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New Zealand Herald

Sex, Drugs, Todd - Overstay Amnesty - Adidas All Black Sponsor - St. Stephen’s Closure - People’s Bank Proposal - Car Sticker Campaign - Possum Threat - Treaty Meddling - Defence Statement - House Tossed - Fjij Ban - Todd In Allegations - Dvd Hiring

SEX, DRUGS, TODD: Olympic equestrian champion Mark Todd is taking legal advice over drugs and sex allegations in a British newspaper. The Sunday Mirror claims that the double gold medallist took cocaine and boasted about beating Olympics drug tests.

OVERSTAY AMNESTY: The Government is considering a selective amnesty for overstayers, which would allow thousands of Pacific Islanders to stay in New Zealand if they have strong family ties. Alliance minister and cabinet minister Matt Robson told a Pacific Island delegation at the weekend that the cabinet would be asked to consider the amnesty, along with a regular immigration quota of Tongans and Fijians.

ADIDAS ALL BLACK SPONSOR: The All Blacks have run into problems with their $180 million sponsor, adidas. The team will be warned today that they cannot afford further sponsorship breaches with adidas after criticism of the new test ball and several clothing slip-ups.

ST. STEPHEN’S CLOSURE: A decision to close the historic but troubled St Stephen's School at Bombay has devastated students, says the assistant principal. Parents and a group of old boys are also disappointed and hope to find a different solution to the school's financial and behavioural problems.

PEOPLE’S BANK PROPOSAL: Jim Anderton's people's bank is expected to get a tick from the cabinet today. The Alliance leader will outline the options and should get approval to develop one of them, Prime Minister Helen Clark said last night.

CAR STICKER CAMPAIGN: Auckland police will consider introducing the controversial under-25 car sticker scheme on the suggestion of city councillor Vern Walsh. The Auckland district police commander, Superintendent Howard Broad, said yesterday that introduction of the scheme would require a lot of thought and he would have to consult widely before any decisions were made.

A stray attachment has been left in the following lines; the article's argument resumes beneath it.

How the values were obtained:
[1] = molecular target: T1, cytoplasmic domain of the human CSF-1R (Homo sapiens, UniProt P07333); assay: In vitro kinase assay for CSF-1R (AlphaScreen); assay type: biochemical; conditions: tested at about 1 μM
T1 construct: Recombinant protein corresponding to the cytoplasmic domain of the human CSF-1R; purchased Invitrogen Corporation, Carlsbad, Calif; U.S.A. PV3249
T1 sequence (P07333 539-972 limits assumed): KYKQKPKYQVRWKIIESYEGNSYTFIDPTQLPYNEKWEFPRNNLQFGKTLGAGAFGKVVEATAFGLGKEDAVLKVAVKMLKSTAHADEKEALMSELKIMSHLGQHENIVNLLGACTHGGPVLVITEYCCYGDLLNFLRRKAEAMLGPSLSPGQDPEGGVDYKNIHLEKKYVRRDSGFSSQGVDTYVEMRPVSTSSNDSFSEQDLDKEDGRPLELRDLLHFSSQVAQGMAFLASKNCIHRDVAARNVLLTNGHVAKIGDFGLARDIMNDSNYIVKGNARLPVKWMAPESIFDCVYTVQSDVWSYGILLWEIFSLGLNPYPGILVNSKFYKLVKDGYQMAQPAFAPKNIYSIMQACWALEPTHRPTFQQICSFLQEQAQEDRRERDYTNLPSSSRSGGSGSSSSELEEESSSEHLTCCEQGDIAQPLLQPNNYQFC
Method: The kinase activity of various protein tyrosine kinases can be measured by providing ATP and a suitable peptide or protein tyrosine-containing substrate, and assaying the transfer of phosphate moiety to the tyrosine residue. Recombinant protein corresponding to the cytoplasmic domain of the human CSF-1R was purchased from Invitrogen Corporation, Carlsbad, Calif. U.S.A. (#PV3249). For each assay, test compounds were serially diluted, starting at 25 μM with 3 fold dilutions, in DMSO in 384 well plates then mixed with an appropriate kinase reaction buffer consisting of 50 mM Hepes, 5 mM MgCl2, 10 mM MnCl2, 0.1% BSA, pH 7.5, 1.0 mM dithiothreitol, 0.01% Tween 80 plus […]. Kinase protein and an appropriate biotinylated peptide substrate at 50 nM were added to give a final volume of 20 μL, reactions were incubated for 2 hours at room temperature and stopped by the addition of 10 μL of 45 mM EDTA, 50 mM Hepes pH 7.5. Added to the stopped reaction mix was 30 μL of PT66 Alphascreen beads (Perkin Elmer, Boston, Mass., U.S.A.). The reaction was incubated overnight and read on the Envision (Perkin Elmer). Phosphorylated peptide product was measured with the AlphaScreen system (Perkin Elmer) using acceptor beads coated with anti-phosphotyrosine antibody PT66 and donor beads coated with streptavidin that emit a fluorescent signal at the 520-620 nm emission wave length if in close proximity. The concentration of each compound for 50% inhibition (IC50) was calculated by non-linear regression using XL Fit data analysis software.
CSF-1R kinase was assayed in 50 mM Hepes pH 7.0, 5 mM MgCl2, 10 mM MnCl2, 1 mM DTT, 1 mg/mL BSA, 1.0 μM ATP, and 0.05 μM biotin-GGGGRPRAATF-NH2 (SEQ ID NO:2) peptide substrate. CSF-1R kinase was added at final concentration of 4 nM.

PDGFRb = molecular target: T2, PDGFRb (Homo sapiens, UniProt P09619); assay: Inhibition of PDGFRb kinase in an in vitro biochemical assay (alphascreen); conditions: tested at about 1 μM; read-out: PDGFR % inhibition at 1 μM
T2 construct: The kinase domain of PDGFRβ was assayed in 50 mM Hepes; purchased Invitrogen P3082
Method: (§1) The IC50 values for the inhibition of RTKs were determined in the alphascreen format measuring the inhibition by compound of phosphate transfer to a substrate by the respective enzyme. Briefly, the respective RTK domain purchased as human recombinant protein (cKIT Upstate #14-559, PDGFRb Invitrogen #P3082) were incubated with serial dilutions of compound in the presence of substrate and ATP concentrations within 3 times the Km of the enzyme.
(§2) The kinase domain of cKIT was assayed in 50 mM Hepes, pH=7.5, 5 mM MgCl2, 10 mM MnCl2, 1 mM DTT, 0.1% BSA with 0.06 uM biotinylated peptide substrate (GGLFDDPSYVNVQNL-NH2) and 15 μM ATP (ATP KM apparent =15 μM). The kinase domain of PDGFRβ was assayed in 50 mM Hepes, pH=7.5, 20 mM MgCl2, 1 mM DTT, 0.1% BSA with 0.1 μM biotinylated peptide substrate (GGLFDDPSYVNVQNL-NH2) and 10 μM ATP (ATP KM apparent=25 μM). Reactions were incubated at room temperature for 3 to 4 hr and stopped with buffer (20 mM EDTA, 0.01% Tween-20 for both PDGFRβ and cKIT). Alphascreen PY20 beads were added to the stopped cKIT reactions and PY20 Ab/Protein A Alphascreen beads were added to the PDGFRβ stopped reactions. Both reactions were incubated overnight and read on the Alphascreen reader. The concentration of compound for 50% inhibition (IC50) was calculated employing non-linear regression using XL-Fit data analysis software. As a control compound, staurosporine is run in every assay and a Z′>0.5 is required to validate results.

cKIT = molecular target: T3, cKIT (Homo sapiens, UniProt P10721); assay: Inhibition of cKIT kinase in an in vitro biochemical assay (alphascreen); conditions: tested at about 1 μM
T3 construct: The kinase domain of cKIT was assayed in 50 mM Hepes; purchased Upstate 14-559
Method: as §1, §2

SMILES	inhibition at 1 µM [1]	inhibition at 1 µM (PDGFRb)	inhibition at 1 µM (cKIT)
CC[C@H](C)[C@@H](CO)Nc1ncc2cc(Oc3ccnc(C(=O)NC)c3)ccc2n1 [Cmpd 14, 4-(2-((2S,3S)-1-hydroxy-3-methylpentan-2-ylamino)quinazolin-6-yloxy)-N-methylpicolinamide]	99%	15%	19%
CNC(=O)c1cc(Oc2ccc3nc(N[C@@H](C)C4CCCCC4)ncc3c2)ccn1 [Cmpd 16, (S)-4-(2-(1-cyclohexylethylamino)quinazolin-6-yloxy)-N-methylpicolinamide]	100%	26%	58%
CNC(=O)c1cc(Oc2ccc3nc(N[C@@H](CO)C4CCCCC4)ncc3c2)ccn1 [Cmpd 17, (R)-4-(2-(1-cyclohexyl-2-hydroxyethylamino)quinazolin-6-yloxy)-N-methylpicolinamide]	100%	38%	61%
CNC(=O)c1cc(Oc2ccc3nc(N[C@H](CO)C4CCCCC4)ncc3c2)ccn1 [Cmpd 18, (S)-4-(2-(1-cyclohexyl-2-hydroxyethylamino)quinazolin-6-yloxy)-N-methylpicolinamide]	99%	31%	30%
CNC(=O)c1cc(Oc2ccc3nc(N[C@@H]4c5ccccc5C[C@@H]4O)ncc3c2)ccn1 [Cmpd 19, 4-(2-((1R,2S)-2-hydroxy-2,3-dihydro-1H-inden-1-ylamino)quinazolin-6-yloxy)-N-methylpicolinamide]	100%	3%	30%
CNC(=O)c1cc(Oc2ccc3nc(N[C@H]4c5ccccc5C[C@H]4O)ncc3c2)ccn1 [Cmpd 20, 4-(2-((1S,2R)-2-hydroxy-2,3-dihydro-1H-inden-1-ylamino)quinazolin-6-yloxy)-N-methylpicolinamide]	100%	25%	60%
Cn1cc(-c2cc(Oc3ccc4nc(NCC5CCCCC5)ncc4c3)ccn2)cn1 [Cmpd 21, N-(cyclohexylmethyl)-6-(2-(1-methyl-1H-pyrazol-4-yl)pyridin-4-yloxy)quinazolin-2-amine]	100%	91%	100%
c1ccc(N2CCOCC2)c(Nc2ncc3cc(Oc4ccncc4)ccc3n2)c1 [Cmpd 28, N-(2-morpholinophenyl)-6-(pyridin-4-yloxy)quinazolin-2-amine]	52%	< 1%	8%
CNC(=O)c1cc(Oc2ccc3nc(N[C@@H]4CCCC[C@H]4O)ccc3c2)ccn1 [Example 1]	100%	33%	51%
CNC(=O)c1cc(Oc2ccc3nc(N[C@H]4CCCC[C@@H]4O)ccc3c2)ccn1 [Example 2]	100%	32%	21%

POSSUM THREAT: New Zealand's pest population of 70 million Australian possums may be doing more than killing off native forests and spreading bovine tuberculosis, health officials say. The possums are thought to have become a reservoir of infection for a form of typhus fever known as murine typhus.

TREATY MEDDLING: The Government is being accused of meddling in the make-up of the Treaty of Waitangi Fisheries Commission against the wishes of iwi. Uncertainty over the appointment of new commissioners, litigation and delays in the carve-up of more than $800 million in fisheries assets dominated debate at the commission's annual meeting in Wellington on Saturday.

DEFENCE STATEMENT: The defence policy statement due today will not address specific issues such as the sale of the Charles Upham troopship or the closure of Hobsonville airbase. But it is expected to provide a framework on which such decisions can later be made.

FJIJ BAN: New Zealand unions about to apply a trade ban against Fiji have been urged to "think again" by Foreign Minister Phil Goff. The Council of Trade Unions (CTU) has called on all New Zealand workers to refuse to handle goods either coming from or going to Fiji, starting tomorrow.

HOUSE TOSSED: It was like a scene from The Wizard of Oz. A stunned Napier family yesterday had their next-door neighbour's house tossed into their front bedroom by a gust of wind. Sue Matthews and her four children, aged between 1 and 17, were entertaining visitors in the lounge when they heard a crash around 4 pm.

TODD IN ALLEGATIONS: When asked by the Listener in 1992 about Jilly Cooper's raunchy novel Riders, which revels in tales of sex and lust on the English horse circuit, Mark Todd replied: "It was a bit conservative. A bit understated, but otherwise quite good." If drugs and sex allegations about the double Olympic gold medallist in a British Sunday newspaper are true, then the racy novel may indeed be a bit tame.

DVD HIRING: New Zealanders with DVD players are watching the latest American movies at home long before they screen in cinemas because of the parallel importing laws. This infuriates film distributors but DVD owners are delighted they can hire movies almost as soon as they are released in the United States - up to a year before they screen in cinemas here.

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